I really like the offsetting of the mats under the photos....this shows you've got an artistic side in you just screaming to come out once you get some design principles down---you're going to do great! You utilized those mats just right!

Also, grand kudos to you for that great journaling! You are a natural at the journaling and in the end, it won't matter what's on the page 50 years from now---they are going to be reading your words and understanding those photos and the story perfectly. Oh, but I like to tuck a date in somewhere (even ever so small) on my layouts...every one of them....if they ever get e-mailed or separated from your photos....that important info will be on there.

I analyze too much and can never stop. I just noted that the photos of him in the water have him facing off the page to the left. The eye tends to follow where the action is going---right off the left side of the page.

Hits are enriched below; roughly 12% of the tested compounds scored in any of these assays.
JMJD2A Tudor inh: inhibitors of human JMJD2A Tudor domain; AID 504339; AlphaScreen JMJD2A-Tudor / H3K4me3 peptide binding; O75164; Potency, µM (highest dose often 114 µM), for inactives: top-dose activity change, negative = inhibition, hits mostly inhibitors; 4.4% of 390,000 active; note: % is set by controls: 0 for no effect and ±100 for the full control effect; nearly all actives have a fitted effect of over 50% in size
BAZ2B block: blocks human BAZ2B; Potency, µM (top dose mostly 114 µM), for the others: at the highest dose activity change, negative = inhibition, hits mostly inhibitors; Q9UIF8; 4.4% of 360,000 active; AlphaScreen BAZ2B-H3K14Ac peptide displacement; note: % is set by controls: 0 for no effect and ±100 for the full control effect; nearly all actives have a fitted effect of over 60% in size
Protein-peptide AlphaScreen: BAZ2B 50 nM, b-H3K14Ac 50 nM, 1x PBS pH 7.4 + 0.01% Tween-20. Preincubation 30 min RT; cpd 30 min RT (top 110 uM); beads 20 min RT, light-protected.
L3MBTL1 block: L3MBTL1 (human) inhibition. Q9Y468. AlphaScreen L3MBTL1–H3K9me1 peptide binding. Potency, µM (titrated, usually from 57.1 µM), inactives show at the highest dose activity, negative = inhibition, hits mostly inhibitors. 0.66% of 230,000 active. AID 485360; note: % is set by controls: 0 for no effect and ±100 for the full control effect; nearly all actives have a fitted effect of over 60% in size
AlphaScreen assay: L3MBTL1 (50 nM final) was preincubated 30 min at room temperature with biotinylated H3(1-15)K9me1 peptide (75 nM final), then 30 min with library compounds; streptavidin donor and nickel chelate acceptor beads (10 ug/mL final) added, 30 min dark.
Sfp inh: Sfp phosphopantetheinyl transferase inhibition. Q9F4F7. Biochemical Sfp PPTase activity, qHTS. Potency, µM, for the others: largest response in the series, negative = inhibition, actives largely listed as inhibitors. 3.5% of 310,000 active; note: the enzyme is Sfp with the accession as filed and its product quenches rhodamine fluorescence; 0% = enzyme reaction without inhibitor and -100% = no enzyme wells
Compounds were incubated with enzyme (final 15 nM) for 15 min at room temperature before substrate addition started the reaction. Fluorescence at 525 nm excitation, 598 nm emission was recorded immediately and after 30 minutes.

So, I would suggest putting the focal photo on the left side and the three supporting photos towards the right side. The supporting photos (by the way he is running) are going to make your eye move toward the focal photo.

I hope that makes sense.

Oh yes! It's like night and day, isn't it! Wow! I'm impressed!

If I had to pick anything apart, it would be too much space between the focal photo and the three supporting also grabs visual weight and that space is doing so a tad bit.

The focal photo could be larger, but I do see you are cramped for space. Would the journaling work on the border at the bottom so you could just make that focal photo fill that area---don't be afraid to make them big! Bring it's size on up to about the middle of the top supporting photo.

Also, the focal photo seems to need a quick levels adjustment.

Oh yeah! That photo looks much larger! Yes, the long and thin makes it hard to work with.

I would suggest you observe the amount of space on the right side of the layout between the mats and the edge of the layout and then observe the amount of space on the right side--it is not in balance.